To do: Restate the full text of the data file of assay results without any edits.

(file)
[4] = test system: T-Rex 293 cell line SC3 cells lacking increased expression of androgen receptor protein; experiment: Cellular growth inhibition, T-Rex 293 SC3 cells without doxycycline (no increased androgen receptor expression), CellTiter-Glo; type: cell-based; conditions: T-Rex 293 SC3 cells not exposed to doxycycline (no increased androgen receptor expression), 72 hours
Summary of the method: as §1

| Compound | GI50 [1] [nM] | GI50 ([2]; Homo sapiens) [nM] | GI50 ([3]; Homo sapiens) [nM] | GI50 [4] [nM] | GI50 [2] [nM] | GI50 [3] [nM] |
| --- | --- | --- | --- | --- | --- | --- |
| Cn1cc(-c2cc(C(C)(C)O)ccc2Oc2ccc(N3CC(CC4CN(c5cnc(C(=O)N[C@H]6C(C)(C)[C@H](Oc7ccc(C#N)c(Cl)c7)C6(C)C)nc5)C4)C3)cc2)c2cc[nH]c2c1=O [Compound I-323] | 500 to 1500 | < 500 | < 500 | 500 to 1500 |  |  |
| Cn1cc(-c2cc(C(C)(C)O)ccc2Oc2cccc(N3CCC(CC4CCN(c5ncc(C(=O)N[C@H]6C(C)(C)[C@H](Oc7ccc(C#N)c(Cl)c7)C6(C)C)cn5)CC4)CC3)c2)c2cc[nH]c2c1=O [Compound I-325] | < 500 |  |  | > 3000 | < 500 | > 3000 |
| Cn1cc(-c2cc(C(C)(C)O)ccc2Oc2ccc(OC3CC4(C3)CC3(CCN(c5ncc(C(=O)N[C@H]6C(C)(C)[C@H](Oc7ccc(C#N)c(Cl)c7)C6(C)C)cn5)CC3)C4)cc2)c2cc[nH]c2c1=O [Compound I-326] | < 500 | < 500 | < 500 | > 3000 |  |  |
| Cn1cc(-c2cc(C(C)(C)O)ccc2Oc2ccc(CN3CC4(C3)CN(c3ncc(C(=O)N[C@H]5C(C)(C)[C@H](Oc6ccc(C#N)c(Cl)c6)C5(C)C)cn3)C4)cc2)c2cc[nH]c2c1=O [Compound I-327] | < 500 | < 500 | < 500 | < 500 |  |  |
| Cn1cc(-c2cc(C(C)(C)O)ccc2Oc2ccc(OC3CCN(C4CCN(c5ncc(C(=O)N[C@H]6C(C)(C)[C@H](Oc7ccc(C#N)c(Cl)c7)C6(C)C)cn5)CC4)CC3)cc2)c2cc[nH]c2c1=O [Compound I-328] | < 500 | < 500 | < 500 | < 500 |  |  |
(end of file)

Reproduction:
[4] = test system: T-Rex 293 cell line SC3 cells lacking increased expression of androgen receptor protein; experiment: Cellular growth inhibition, T-Rex 293 SC3 cells without doxycycline (no increased androgen receptor expression), CellTiter-Glo; type: cell-based; conditions: T-Rex 293 SC3 cells not exposed to doxycycline (no increased androgen receptor expression), 72 hours
Summary of the method: as §1

| Compound | GI50 [1] [nM] | GI50 ([2]; Homo sapiens) [nM] | GI50 ([3]; Homo sapiens) [nM] | GI50 [4] [nM] | GI50 [2] [nM] | GI50 [3] [nM] |
| --- | --- | --- | --- | --- | --- | --- |
| Cn1cc(-c2cc(C(C)(C)O)ccc2Oc2ccc(N3CC(CC4CN(c5cnc(C(=O)N[C@H]6C(C)(C)[C@H](Oc7ccc(C#N)c(Cl)c7)C6(C)C)nc5)C4)C3)cc2)c2cc[nH]c2c1=O [Compound I-323] | 500 to 1500 | < 500 | < 500 | 500 to 1500 |  |  |
| Cn1cc(-c2cc(C(C)(C)O)ccc2Oc2cccc(N3CCC(CC4CCN(c5ncc(C(=O)N[C@H]6C(C)(C)[C@H](Oc7ccc(C#N)c(Cl)c7)C6(C)C)cn5)CC4)CC3)c2)c2cc[nH]c2c1=O [Compound I-325] | < 500 |  |  | > 3000 | < 500 | > 3000 |
| Cn1cc(-c2cc(C(C)(C)O)ccc2Oc2ccc(OC3CC4(C3)CC3(CCN(c5ncc(C(=O)N[C@H]6C(C)(C)[C@H](Oc7ccc(C#N)c(Cl)c7)C6(C)C)cn5)CC3)C4)cc2)c2cc[nH]c2c1=O [Compound I-326] | < 500 | < 500 | < 500 | > 3000 |  |  |
| Cn1cc(-c2cc(C(C)(C)O)ccc2Oc2ccc(CN3CC4(C3)CN(c3ncc(C(=O)N[C@H]5C(C)(C)[C@H](Oc6ccc(C#N)c(Cl)c6)C5(C)C)cn3)C4)cc2)c2cc[nH]c2c1=O [Compound I-327] | < 500 | < 500 | < 500 | < 500 |  |  |
| Cn1cc(-c2cc(C(C)(C)O)ccc2Oc2ccc(OC3CCN(C4CCN(c5ncc(C(=O)N[C@H]6C(C)(C)[C@H](Oc7ccc(C#N)c(Cl)c7)C6(C)C)cn5)CC4)CC3)cc2)c2cc[nH]c2c1=O [Compound I-328] | < 500 | < 500 | < 500 | < 500 |  |  |